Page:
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posted by janrinok on Sunday January 08 2017, @07:01AM   Printer-friendly
from the reporter-not-under-USA's-thumb dept.

The Indicter reports

Author and investigative reporter Celia Farber has prepared for publication in The Indicter, an updated analysis of the Swedish Assange case. The in-depth analysis concludes that the police reports confirm Julian Assange's testimony, as given to the prosecutor in her questioning conducted at the Ecuadorian embassy in London. It has also been established that the crucial allegations against Mr Julian Assange, as have appeared in the Swedish and international media, in fact were constructed by the police and were not what the complainants really said or wished to achieve.

It has been discovered that it was the police, or the prosecutor's office, which unlawfully and/or unethically leaked the "allegations" to the evening paper "Expressen", which is clearly known for its declared NATO sympathies. Regrettably, but also predictably, this was an opportunity for Western mainstream media to create a scandal around the founder of WikiLeaks. Likewise, it was an occasion used by the MSM to insidiously attack the organization that had partly exposed the corruption of the governments they represent, and partly surpassed them in journalistic efficacy and objectivity.

But it was more than purely vendetta-time; it was a well-articulated campaign which started that day in August 2010 when--according to the Snowden documents--the US government asked the countries participating in the military occupation of Afghanistan under US command to prosecute Julian Assange. Sweden obeyed; others cooperated.

Nevertheless, the Afghan Logs and the Iraq Logs exposed by WikiLeaks remained published. The WikiLeaks founder did not surrender. The Assange case, already politically in its origins, turned into a spiral of increasing geopolitical dimensions.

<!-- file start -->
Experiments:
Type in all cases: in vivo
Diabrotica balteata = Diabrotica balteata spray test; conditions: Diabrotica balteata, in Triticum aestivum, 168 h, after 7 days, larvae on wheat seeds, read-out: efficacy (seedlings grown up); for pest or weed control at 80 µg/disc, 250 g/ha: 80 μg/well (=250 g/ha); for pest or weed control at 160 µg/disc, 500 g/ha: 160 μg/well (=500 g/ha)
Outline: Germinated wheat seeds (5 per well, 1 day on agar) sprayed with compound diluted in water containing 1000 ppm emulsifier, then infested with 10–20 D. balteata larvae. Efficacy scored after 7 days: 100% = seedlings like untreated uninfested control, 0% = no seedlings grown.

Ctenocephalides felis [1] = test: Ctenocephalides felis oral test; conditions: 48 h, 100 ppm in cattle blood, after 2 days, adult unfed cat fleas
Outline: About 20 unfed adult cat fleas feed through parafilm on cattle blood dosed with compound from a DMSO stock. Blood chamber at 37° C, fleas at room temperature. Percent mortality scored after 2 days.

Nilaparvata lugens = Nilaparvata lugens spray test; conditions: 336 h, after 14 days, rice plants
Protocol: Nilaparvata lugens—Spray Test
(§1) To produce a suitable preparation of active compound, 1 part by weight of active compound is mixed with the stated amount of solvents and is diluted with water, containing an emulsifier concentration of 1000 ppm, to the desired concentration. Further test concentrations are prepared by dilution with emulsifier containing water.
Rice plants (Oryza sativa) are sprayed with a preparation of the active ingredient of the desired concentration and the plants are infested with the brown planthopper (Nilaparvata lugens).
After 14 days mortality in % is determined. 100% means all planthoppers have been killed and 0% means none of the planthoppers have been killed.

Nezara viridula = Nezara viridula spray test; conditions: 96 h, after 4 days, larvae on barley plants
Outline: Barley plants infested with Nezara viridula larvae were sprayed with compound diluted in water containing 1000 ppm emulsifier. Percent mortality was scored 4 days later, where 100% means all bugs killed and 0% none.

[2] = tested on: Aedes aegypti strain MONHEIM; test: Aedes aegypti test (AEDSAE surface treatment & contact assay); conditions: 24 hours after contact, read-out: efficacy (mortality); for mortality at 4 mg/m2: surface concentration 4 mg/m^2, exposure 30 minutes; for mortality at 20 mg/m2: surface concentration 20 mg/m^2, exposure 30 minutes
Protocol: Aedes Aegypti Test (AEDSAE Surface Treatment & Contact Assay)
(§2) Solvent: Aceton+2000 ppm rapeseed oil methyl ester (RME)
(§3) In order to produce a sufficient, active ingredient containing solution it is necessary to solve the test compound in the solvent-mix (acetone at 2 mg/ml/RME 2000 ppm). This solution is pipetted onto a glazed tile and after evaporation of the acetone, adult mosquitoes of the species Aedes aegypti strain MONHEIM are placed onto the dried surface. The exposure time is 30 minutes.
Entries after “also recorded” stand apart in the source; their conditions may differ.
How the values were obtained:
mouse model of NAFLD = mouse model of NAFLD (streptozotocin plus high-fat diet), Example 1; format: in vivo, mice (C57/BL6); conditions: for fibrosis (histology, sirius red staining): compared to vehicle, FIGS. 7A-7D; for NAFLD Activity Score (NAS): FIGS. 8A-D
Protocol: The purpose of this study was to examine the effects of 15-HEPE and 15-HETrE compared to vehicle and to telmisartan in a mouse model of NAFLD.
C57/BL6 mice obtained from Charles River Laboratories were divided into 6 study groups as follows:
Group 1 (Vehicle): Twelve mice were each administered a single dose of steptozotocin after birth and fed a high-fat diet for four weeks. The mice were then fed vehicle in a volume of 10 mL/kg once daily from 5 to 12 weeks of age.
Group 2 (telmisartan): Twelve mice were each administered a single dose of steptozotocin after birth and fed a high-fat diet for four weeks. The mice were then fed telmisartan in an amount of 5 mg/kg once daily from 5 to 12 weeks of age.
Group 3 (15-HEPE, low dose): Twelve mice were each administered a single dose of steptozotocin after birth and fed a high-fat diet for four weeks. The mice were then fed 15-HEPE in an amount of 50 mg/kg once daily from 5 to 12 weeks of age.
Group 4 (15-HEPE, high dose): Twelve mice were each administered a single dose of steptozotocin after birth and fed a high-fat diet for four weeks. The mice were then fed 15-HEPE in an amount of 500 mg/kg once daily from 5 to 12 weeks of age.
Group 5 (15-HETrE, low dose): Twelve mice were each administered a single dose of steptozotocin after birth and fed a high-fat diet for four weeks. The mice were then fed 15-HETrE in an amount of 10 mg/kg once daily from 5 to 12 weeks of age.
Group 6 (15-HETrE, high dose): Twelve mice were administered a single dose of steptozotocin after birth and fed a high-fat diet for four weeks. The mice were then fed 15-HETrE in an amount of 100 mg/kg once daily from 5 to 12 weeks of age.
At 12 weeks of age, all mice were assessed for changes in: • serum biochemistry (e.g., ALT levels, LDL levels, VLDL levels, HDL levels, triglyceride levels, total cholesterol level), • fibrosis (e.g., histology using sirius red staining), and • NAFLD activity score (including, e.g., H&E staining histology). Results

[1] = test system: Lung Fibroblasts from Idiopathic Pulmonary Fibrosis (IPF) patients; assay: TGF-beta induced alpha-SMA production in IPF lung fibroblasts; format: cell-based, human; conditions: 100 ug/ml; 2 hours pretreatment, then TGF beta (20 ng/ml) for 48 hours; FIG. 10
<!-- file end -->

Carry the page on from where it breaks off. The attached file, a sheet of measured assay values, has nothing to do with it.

[Continues...]

Our position has always been that the above-described political aspect has always been present in the 'Assange case' and we could hardly be--in principle--interested in furthering a discussion on details pertaining the intimacy of Mr Assange or of other people around the constructed 'legal case'.

However, we regard this analysis of Ms Celia Farber--A Swedish-born and America-based journalist familiar with the intricacies of the Swedish culture and language--as important material, which we hope will help to end the overblown discussion on the 'suspicions' or 'allegations' against Mr Assange. These allegations have constituted the essence of the artificial debate that the Swedish prosecutors periodically orchestrate, through press releases or erratic press conferences of the type "we have nothing new to communicate".

We have also published--in the same spirit of clarification--the statement of Mr Julian Assange given to the Swedish prosecutor during the interview in London. In the context of this new analysis by Celia Farber, we also recommend the reading of "The answer given by Julian Assange to the Swedish prosecutor in the London questioning of 14-15 November 2016".

From that page:

6. On 23 August 2010, the Chief Prosecutor of Stockholm, Eva Finné stated she "made the assessment that the evidence did not disclose any offence of rape".

7. On 25 August, the Chief Prosecutor found that "The conduct alleged disclosed no crime at all and that file (K246314-10) would be closed".

8. A week later, I learned to my surprise that a different prosecutor by the name of "Marianne Ny" had reopened the preliminary investigation without any consultation or opportunity for me to be heard--after I had already been cleared and the case had been closed.


Original Submission

 
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  • (Score: 5, Insightful) by Magic Oddball on Monday January 09 2017, @02:23AM

    by Magic Oddball (3847) on Monday January 09 2017, @02:23AM (#451288) Journal